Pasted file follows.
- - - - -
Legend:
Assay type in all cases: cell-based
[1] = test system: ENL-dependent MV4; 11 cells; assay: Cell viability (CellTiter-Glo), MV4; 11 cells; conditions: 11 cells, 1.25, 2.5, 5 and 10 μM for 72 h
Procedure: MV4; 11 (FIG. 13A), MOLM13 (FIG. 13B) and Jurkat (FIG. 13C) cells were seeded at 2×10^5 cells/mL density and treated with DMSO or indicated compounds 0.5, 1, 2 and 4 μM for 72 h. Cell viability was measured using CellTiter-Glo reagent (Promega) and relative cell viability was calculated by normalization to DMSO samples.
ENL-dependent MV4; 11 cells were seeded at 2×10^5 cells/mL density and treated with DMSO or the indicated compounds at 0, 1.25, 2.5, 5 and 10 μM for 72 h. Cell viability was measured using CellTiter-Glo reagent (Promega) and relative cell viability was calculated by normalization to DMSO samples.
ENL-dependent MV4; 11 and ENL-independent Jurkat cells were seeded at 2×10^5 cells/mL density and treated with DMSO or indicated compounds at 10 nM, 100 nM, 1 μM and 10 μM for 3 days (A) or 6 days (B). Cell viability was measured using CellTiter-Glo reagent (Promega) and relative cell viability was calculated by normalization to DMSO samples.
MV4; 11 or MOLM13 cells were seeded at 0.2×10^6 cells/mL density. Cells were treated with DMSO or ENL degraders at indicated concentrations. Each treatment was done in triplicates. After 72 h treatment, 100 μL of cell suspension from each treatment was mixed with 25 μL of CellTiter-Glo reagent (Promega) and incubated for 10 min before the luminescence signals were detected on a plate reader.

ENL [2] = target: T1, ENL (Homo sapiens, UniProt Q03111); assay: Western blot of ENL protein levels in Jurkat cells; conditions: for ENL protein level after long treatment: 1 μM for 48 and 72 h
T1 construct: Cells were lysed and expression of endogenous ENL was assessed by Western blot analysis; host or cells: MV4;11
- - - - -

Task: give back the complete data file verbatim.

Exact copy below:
Legend:
Assay type in all cases: cell-based
[1] = test system: ENL-dependent MV4; 11 cells; assay: Cell viability (CellTiter-Glo), MV4; 11 cells; conditions: 11 cells, 1.25, 2.5, 5 and 10 μM for 72 h
Procedure: MV4; 11 (FIG. 13A), MOLM13 (FIG. 13B) and Jurkat (FIG. 13C) cells were seeded at 2×10^5 cells/mL density and treated with DMSO or indicated compounds 0.5, 1, 2 and 4 μM for 72 h. Cell viability was measured using CellTiter-Glo reagent (Promega) and relative cell viability was calculated by normalization to DMSO samples.
ENL-dependent MV4; 11 cells were seeded at 2×10^5 cells/mL density and treated with DMSO or the indicated compounds at 0, 1.25, 2.5, 5 and 10 μM for 72 h. Cell viability was measured using CellTiter-Glo reagent (Promega) and relative cell viability was calculated by normalization to DMSO samples.
ENL-dependent MV4; 11 and ENL-independent Jurkat cells were seeded at 2×10^5 cells/mL density and treated with DMSO or indicated compounds at 10 nM, 100 nM, 1 μM and 10 μM for 3 days (A) or 6 days (B). Cell viability was measured using CellTiter-Glo reagent (Promega) and relative cell viability was calculated by normalization to DMSO samples.
MV4; 11 or MOLM13 cells were seeded at 0.2×10^6 cells/mL density. Cells were treated with DMSO or ENL degraders at indicated concentrations. Each treatment was done in triplicates. After 72 h treatment, 100 μL of cell suspension from each treatment was mixed with 25 μL of CellTiter-Glo reagent (Promega) and incubated for 10 min before the luminescence signals were detected on a plate reader.

ENL [2] = target: T1, ENL (Homo sapiens, UniProt Q03111); assay: Western blot of ENL protein levels in Jurkat cells; conditions: for ENL protein level after long treatment: 1 μM for 48 and 72 h
T1 construct: Cells were lysed and expression of endogenous ENL was assessed by Western blot analysis; host or cells: MV4;11